first. The scenes and speeches are Carlos, speaking of the burning of · long and staid; but, it contains the heretic, says, proofs of the poetic spirit. The first scene, of twenty pages, deve
Cazalla, he lopes the fine character of Don Car- That stood so tall before me in the , los, and gives us the stratagem by
strength which the infatuated King at once
Of a high soul; was now a cinder, tost convinces himself of his son's at
And scattered by the air! tachment, and of his damning sin What an infinity of reflections, re
of heresy. The conclusion of this ligious and metaphysical, are suglong scene appears to us conceived gested by these three lines
, but how from Timon of Athens. The next beautifully touching is the circumscene, representing the Queen plead- stance of the victim's entreating the ing to the King for Don Carlos, Prince's protection for his poor though not a plagiarism, is too sister's offspring!" A powerful les. analogous to Desdemona's
pleading son might be taken from this scene for Cassio. Don Carlos, in the rav- by those bad, or at least mistaken ings of his anhallowed passions, ex. claims — " ! combat - conquer - of religious persecution amongst us!
men, who would now revive a spirit tremble suffer-sink.”
The third act is more full of inOh! had the idol of my heart been terest, and the examination of Don scornful,
Carlos by the Inquisition is finely Rejected all my prayers, spurn'd at conceived, and as finely executed. my love,
It is what poetry seldom is—it is And met my adoration with contempt, pathetic, ratiocinative, and grand. I could have borne it; then, indeed, There are numerous passages of methipke,
great power, but they are finer in The simple recollectlon of her form,
connection with the whole scene, The faintest image of a smile gone by, and we regret that our limits do not The feelings of a moment Aed away,
allow us to make either numerous And fled for ever, were to me a feast, That lodia could not buy-my life
or lengthened quotations. The apmy all
pearance of the father, as an evidence Bot viewing her perfections with my against the son, is skilfully divested eyes,
by the poet of extravagance or of To be obliged to chase her from my being unnatural. Superstition knows thought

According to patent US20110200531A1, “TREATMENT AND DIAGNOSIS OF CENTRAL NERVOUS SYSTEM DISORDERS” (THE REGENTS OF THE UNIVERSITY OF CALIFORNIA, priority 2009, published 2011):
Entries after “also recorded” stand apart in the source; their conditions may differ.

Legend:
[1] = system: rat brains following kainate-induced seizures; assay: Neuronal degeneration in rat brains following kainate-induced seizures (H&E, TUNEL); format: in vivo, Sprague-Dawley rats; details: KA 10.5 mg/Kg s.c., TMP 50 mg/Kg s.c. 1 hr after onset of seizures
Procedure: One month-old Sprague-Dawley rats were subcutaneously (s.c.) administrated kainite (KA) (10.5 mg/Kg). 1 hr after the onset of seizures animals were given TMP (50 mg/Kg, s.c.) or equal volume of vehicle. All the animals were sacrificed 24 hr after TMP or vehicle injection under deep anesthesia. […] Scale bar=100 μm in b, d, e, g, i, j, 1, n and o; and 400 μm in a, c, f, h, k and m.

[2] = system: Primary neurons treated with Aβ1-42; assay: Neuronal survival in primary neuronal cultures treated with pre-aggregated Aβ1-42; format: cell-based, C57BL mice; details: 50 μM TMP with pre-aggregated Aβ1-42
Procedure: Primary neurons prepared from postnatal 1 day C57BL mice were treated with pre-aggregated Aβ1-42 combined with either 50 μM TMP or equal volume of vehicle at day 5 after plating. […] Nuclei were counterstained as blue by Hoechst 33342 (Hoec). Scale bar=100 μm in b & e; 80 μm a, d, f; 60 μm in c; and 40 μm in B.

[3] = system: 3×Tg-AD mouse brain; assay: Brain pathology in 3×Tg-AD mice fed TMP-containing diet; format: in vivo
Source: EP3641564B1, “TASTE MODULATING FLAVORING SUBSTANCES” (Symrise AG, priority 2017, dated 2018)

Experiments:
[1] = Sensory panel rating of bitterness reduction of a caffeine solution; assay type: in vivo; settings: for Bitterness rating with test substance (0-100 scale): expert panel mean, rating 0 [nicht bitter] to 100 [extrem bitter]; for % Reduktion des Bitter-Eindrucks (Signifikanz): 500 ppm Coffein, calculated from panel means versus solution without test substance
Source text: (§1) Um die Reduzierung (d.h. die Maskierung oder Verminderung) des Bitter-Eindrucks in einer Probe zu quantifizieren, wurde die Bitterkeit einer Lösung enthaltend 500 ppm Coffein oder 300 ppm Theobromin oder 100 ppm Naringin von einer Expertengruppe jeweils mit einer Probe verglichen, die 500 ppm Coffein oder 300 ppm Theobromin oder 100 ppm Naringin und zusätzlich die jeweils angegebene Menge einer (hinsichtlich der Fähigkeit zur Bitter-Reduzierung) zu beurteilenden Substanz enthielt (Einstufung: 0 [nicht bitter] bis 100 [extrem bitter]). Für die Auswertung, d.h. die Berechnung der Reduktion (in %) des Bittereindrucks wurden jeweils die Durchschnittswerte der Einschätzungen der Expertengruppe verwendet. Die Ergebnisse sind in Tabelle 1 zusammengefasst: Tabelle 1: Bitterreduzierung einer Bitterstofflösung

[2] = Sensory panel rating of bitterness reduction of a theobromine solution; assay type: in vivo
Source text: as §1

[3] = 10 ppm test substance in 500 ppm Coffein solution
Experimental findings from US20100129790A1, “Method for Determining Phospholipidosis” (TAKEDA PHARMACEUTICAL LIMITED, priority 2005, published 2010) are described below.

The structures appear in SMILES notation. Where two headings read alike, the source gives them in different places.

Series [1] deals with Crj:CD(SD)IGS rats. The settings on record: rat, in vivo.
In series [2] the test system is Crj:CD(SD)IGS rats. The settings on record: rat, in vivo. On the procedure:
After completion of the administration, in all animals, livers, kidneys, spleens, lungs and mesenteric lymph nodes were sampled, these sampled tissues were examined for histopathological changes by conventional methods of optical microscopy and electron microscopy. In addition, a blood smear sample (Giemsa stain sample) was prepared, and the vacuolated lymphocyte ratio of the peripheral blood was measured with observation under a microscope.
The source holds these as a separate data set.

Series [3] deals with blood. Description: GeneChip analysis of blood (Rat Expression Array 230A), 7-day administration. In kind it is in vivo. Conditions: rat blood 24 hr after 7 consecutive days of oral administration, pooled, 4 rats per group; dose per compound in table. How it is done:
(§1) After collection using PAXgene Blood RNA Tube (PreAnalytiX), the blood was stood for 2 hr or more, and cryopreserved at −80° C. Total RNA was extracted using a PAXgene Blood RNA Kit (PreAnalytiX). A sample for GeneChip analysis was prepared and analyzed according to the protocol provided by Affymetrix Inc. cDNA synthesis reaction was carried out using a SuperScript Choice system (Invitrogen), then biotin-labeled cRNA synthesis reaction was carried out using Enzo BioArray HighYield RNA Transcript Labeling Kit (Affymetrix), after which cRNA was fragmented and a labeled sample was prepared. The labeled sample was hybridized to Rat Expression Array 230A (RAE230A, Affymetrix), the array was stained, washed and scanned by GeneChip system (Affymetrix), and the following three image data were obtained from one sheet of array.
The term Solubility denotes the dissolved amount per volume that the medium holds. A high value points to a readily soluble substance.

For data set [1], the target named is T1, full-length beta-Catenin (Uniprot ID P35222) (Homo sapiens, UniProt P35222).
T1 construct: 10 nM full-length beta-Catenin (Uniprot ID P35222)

not ties of blood. This scene, disTo view myself with loathing the playing the horrors of tyranny and rank soil
persecution, and the sophistry with In which a poison growsnor'll no which we gloss oppression, must more
suggest to the reader many reflecThe very speaking it is horrible.
tions on the passing scene of life.The King, speaking of the disso. Finally, the entrance of and pleadnance between regal pomp and hap-ing of the tutor of Don Carlos inpiness, uses the following new and duces the King to postpone the trial appropriate simile,
to the succeeding day.
In the fourth act, Valdez, distrust. our vain pomp ful of the King's fortitude to witGives but a hollow joy, and lasting ness the sacrifice of his son, plots
grief; Tis for onr subjects' honour, not for Carlos by the hands of Don Luis
the perpetual imprisonment, of Don our's.
Cordoba. The speeches to Lucero The garland and the gold that deck
in which Valdez pourtrays his own the bull Denote the sacrifcing peoples' pride,. traces his loss of human sympathies
fiery and ambitious nature, and And not the victim's fortune, ,
to the criminal nature of the monasThe description of the “ Act of tic institution, are replete with the Faith,” given by Don Carlos, and verba ardentia, they are full of vethe whole scene descriptive of the hement description, and are equalled horrors of the Inquisition, are very only by the subsequent speeches, in powerful, and the contrast between whích' Don Carlos indignantly rethe generous kumanity of the Prince fuses to purchase his "safety by betraying his friends. This act ends this author's Simple Plan, we may with the escape of Don Carlos' out be allowed to state our thorough of the prison of the Inquisition by accordance with Mr. Malthus's great the activity of his friends, and after principle, that there is no possible his refusing to effect his liberation means of diminishing pauperism, by generous efforts on the part of and, consequently, mendicity, but the Queen, which might compromise by preventing population exceeding her safety and character.